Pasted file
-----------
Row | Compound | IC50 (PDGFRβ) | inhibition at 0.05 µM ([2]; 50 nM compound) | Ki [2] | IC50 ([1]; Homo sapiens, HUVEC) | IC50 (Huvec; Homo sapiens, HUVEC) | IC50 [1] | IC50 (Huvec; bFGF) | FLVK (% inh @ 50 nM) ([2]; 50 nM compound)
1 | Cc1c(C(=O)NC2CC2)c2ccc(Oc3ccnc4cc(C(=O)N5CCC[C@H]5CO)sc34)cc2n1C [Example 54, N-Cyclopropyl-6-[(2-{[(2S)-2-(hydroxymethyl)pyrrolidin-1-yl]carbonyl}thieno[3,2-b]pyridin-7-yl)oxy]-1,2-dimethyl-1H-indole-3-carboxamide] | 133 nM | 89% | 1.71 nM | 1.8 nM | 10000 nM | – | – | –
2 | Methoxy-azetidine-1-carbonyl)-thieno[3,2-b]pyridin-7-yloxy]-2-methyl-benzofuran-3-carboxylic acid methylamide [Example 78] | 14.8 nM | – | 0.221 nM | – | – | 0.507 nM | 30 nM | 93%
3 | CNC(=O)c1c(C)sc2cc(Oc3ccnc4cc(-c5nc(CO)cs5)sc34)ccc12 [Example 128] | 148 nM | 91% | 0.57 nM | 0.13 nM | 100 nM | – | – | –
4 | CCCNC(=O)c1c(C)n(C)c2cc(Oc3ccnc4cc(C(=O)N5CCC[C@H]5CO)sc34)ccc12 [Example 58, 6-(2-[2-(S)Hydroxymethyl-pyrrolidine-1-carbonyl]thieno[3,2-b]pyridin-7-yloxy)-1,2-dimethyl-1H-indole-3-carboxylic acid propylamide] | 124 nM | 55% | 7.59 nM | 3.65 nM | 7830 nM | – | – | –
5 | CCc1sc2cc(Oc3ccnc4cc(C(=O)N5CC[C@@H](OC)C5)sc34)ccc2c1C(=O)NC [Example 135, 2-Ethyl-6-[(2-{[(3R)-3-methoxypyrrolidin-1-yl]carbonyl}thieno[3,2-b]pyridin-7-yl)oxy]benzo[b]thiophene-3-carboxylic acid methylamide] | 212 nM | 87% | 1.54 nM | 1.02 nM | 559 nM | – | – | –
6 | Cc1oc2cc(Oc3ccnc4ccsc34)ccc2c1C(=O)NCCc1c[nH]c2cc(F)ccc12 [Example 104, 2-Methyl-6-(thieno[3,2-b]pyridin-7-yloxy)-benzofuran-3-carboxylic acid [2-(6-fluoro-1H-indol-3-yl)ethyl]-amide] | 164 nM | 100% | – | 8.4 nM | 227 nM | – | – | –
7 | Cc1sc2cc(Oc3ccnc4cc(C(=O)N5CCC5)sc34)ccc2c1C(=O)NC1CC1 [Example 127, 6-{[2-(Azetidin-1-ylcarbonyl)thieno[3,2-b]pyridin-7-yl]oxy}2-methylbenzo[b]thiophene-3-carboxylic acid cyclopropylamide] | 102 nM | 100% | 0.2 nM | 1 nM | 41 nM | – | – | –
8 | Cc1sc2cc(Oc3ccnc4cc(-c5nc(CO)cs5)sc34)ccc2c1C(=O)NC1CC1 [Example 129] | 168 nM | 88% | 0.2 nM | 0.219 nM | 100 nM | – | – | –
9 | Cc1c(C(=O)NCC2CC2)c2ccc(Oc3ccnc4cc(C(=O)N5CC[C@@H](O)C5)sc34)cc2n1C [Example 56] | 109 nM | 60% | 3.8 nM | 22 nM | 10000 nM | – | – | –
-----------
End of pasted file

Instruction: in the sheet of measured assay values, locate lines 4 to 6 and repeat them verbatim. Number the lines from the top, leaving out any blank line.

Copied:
3 | CNC(=O)c1c(C)sc2cc(Oc3ccnc4cc(-c5nc(CO)cs5)sc34)ccc12 [Example 128] | 148 nM | 91% | 0.57 nM | 0.13 nM | 100 nM | – | – | –
4 | CCCNC(=O)c1c(C)n(C)c2cc(Oc3ccnc4cc(C(=O)N5CCC[C@H]5CO)sc34)ccc12 [Example 58, 6-(2-[2-(S)Hydroxymethyl-pyrrolidine-1-carbonyl]thieno[3,2-b]pyridin-7-yloxy)-1,2-dimethyl-1H-indole-3-carboxylic acid propylamide] | 124 nM | 55% | 7.59 nM | 3.65 nM | 7830 nM | – | – | –
5 | CCc1sc2cc(Oc3ccnc4cc(C(=O)N5CC[C@@H](OC)C5)sc34)ccc2c1C(=O)NC [Example 135, 2-Ethyl-6-[(2-{[(3R)-3-methoxypyrrolidin-1-yl]carbonyl}thieno[3,2-b]pyridin-7-yl)oxy]benzo[b]thiophene-3-carboxylic acid methylamide] | 212 nM | 87% | 1.54 nM | 1.02 nM | 559 nM | – | – | –